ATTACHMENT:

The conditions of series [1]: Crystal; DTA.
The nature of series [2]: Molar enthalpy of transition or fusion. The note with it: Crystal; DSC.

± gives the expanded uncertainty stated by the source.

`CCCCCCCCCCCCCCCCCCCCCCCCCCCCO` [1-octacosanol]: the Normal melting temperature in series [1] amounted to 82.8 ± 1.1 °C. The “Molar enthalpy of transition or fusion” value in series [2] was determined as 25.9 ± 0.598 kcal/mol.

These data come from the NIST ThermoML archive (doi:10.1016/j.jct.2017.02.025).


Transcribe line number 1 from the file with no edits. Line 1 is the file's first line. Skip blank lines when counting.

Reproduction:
The conditions of series [1]: Crystal; DTA.